Report on Holocaust Survivors

Boaz Arad of the Jerusalem Institute for Market Studies tells INN TV that Israeli Holocaust survivors have a harder time receiving compensation.

Elad Benari & Yoni Kempinski , | updated: 04:15

Holocaust survivors
Holocaust survivors
Israel news photo: Flash 90

Yom Hashoah, the Holocaust Remembrance Day, brings with it a sad report on being a survivor of the Holocaust in Israel.

According to Boaz Arad, a researcher at the Jerusalem Institute for Market Studies who published a paper on the property rights of Holocaust survivors in Israel, it appears as though it might be better for Holocaust survivors to live outside of Israel.

“Being a Holocaust survivor in Israel puts you in a very difficult spot,” Arad told INN TV. “On average, every Holocaust survivor who is supposed to receive a handicapped rent, will suffer from a sum of 1.6 million shekels that will be omitted from his payment because of the fact that he’s living in Israel and the payment is not made directly to him.”

The reason for this, explained Arad, was the decision to nationalize the payments being made to survivors. “Israel took charge of all the payments made by Germany as compensation,” he said. “This is the reason that Israeli survivors are suffering from poor treatment, from a lot of bureaucracy and from a lack of funding that they are supposed to get.”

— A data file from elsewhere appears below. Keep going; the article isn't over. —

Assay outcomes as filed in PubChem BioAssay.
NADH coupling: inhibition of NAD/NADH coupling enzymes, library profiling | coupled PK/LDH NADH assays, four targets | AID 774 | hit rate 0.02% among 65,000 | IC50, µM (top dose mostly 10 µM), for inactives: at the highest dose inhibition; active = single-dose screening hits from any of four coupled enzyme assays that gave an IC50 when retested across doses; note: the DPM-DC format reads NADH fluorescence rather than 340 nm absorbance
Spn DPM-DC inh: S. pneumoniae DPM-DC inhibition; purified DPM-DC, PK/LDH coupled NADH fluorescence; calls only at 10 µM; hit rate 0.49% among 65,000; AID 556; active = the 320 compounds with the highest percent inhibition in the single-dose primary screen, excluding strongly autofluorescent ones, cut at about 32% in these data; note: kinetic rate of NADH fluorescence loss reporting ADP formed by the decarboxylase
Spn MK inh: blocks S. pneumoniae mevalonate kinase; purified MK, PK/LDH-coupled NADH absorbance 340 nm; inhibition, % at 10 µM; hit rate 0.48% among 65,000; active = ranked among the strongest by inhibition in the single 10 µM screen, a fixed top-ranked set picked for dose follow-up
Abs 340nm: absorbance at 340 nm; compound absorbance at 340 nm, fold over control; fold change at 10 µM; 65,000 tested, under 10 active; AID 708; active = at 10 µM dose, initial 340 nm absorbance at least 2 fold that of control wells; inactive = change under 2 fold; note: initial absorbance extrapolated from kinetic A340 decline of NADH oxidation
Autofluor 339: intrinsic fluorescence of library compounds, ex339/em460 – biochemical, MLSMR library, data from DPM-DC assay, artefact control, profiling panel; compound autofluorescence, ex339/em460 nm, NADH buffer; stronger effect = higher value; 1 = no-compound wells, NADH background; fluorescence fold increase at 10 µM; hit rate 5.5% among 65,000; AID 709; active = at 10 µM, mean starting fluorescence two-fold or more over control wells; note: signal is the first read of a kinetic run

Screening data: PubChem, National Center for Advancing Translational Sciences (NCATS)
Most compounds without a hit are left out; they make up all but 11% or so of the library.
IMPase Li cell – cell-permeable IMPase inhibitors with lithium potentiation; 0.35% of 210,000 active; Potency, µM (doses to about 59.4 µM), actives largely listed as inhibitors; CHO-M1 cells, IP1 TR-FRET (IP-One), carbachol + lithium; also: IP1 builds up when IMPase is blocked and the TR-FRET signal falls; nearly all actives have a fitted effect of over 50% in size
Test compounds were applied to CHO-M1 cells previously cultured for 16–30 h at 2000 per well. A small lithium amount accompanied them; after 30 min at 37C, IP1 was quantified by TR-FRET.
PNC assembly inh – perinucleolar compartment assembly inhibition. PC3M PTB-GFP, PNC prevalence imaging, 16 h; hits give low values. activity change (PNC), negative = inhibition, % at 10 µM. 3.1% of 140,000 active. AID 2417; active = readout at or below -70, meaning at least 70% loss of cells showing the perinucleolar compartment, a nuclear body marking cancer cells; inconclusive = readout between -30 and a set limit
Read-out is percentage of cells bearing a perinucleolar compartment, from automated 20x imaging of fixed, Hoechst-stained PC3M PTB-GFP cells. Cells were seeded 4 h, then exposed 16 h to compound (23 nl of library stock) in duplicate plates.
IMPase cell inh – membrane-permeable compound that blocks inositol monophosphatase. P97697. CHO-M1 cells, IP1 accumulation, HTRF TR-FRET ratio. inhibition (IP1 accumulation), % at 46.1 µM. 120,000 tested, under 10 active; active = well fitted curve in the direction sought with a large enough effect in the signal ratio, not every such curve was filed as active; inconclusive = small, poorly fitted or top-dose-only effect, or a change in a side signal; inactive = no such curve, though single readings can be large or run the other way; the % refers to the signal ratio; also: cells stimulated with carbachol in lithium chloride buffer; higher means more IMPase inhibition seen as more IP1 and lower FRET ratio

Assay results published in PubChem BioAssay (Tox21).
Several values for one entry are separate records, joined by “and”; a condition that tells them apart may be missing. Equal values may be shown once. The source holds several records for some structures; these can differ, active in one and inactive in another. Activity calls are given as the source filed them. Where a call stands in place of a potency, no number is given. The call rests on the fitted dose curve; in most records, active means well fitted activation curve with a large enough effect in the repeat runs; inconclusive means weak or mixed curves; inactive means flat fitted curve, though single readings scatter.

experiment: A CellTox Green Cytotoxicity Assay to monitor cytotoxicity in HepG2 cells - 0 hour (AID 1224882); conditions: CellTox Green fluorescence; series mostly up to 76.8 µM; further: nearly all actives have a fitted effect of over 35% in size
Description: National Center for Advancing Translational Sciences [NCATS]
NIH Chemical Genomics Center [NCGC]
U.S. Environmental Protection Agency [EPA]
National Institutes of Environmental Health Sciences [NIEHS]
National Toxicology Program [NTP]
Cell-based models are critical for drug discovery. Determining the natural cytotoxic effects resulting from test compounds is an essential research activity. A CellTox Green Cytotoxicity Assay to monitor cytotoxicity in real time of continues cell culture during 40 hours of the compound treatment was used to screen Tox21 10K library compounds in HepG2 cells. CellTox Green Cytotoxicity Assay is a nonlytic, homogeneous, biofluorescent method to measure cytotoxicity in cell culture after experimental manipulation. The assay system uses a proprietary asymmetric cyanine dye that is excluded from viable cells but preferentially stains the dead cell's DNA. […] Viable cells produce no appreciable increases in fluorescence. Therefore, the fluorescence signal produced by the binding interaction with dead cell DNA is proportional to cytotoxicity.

Arad’s report also notes that certain properties in Israeli cities like Tel Aviv, which today are home to bases which belong to the army and the Ministry of Defense, were originally meant for Holocaust survivors.

“Part of the compensation agreement was that all the Templer [a group of German Protestants who set up colonies in then Palestine in the late nineteenth and early twentieth centuries -ed.] properties in Israel were supposed to be part of the agreement in order to compensate the survivors,” he explained. “These properties, which are worth millions of dollars, are actually in the hands of the Israeli army.”

Arad believes that the reason for this situation is that “Israel was established with a lot of socialistic influence and a sense of urgency and surviving, but right now I think we need to reconsider our behavior towards the survivors who are with us today.”

He noted that “two thirds of the survivors perished without getting any compensation. There are resources, there are many agencies that are taking care of the survivors, but we need the guiding hand that will tie all these agencies together, save the duplication in cost, and give them a real service.”




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